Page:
OVERLAND PARK, Kan. — Toward the end of the first televised debate between Rep. Sharice Davids (D-Kan.) and challenger Amanda Adkins, a small sliver of agreement appeared to emerge between the two sides: one that gives Medicare the ability to negotiate prescription drug prices. it was a good idea.
Adkins, a former chief executive of health information company Oracle Cerner, was asked about the Joe Biden idea she most supported, and she called the drug negotiations “one area where we can come together. Davids, who is running for her third term, also cited the idea as her favorite Biden policy.
A day later, however, the Republican candidate partially withdrew his support. And Davids accused her of being deceitful about supporting the idea.
This kind of back-and-forth over what constitutes moderate politics and which candidate is more moderate has been central to the race to represent this congressional district on the Kansas side of suburban Kansas City. The heart of Johnson County is a seemingly endless maze of four-lane highways, tidy homes on shady, tree-lined cul-de-sacs, and strip malls with plenty of free parking.
It’s a district that Davids supporters say is increasingly purple, reflecting its upper-middle-class population and one that wants non-ideological, pragmatic solutions to problems. The soft-spoken Davids would seem perfect in some ways, playing up a two-pronged approach to governance.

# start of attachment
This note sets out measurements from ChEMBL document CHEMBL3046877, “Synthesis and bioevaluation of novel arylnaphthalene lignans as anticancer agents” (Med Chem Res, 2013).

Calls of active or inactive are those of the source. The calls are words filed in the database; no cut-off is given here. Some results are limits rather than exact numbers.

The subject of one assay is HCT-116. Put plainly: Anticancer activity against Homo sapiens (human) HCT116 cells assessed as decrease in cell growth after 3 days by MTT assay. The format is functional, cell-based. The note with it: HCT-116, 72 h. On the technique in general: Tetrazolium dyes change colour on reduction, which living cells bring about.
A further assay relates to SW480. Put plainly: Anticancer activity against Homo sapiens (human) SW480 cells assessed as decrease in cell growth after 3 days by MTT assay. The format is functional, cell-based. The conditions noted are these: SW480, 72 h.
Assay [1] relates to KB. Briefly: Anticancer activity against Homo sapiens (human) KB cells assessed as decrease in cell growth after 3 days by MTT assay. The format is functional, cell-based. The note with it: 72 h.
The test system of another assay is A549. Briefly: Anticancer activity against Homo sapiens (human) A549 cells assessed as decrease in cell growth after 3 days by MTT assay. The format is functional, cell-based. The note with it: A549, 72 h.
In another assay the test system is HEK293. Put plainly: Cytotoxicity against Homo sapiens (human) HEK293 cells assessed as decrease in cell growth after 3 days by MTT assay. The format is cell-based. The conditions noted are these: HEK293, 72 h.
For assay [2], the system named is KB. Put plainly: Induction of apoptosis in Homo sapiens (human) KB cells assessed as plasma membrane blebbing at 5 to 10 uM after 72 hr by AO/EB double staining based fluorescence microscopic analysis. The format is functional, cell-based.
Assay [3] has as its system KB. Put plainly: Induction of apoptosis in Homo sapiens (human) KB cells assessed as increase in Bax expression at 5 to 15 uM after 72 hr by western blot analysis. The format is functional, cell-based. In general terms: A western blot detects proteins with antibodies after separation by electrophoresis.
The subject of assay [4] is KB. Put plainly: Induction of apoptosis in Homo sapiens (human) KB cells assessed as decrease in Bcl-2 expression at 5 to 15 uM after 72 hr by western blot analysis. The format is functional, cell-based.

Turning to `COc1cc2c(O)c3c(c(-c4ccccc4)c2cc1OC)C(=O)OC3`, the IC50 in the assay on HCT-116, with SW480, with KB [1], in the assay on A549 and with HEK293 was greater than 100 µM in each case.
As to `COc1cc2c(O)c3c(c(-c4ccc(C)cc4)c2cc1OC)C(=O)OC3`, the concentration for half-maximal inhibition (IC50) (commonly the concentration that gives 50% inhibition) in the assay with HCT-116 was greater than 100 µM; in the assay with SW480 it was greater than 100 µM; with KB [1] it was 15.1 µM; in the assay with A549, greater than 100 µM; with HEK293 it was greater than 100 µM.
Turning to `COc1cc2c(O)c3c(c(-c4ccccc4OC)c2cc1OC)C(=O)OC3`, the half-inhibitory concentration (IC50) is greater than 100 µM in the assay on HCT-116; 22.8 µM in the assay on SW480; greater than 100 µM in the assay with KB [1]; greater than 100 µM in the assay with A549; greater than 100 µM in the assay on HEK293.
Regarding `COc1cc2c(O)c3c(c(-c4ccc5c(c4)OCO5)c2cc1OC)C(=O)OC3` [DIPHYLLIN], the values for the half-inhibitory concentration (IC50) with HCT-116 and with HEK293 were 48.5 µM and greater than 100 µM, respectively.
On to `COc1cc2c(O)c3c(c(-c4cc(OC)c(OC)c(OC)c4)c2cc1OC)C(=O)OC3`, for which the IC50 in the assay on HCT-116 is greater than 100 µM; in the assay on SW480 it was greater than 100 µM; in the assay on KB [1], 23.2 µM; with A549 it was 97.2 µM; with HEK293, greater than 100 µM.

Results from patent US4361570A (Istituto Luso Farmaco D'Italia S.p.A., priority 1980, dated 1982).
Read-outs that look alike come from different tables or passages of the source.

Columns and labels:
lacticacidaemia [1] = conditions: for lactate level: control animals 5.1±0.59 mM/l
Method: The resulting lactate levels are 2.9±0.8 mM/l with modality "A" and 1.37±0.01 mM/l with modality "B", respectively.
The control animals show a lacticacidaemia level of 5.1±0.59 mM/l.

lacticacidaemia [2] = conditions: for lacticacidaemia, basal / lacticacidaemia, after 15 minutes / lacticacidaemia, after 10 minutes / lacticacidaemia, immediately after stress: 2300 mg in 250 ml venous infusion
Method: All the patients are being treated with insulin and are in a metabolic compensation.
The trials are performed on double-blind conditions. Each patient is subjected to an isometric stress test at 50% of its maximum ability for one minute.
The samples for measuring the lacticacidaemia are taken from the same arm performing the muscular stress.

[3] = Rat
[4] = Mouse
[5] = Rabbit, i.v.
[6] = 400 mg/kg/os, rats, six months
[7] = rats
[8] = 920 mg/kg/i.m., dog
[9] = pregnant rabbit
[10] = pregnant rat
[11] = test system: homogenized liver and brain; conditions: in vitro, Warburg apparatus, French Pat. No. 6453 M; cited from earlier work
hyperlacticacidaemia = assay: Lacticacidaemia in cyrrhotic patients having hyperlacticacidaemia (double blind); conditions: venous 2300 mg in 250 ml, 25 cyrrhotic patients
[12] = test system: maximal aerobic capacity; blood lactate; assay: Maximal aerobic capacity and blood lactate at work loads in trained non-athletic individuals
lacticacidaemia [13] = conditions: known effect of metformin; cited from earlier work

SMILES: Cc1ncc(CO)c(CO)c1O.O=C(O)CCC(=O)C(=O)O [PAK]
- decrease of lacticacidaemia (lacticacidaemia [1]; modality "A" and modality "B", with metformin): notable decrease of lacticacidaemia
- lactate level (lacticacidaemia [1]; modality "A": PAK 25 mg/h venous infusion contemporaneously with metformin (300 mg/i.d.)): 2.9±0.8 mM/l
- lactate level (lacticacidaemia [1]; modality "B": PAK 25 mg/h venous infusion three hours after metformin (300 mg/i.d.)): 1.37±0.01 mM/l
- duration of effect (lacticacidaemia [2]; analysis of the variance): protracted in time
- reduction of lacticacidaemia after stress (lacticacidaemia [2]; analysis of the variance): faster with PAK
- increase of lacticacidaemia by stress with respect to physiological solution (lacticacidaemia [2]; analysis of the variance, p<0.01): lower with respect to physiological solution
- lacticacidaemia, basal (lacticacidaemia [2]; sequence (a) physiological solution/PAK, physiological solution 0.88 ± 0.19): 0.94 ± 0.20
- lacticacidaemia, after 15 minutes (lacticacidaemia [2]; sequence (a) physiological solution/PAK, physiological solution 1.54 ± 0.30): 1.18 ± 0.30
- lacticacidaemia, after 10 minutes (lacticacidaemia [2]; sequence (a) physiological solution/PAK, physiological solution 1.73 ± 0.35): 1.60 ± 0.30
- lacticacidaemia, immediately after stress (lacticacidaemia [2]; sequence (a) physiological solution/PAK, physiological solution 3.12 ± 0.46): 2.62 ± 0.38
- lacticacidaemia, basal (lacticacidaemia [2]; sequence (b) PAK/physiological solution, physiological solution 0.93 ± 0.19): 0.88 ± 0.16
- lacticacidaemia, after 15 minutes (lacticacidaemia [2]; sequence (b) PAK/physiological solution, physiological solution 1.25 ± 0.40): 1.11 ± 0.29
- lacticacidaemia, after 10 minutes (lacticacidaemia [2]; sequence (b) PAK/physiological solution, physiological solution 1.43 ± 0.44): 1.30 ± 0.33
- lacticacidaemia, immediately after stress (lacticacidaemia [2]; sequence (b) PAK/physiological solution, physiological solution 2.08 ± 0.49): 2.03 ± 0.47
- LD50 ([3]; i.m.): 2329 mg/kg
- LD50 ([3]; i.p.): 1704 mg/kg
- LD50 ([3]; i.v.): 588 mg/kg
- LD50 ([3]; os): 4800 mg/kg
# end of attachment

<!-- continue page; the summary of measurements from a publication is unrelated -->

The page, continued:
But maybe not this year. The district was redrawn, with one state lawmaker saying outright that the goal was to ensure there were no Democratic House members from the state. Republicans appear to have regained some of their political momentum before Dobbs’ decision. And Davids faces a rematch with her 2020 opponent. If Democrats can hold Kansas’ 3rd District, it could mean they can hold other, similar districts across the country. However, if they lose her, it could mean a long night for them.
Molly Ramsay, a 64-year-old retired printer who attended Davids’ early opening rally Saturday, told HuffPost Davids has done well for Johnson County.
“We had a Republican candidate for years and she beat him and it was just a breath of fresh air. Because I believe Johnson County is becoming much more of a purple county,” she said.
“Did they talk about Kansas being so red?” Johnson County is pretty purple.”
Supporting that message was the victory in August’s statewide referendum on whether to limit abortion rights, where almost 60% of the vote because the “no” position surprised experts with both the result and the margin.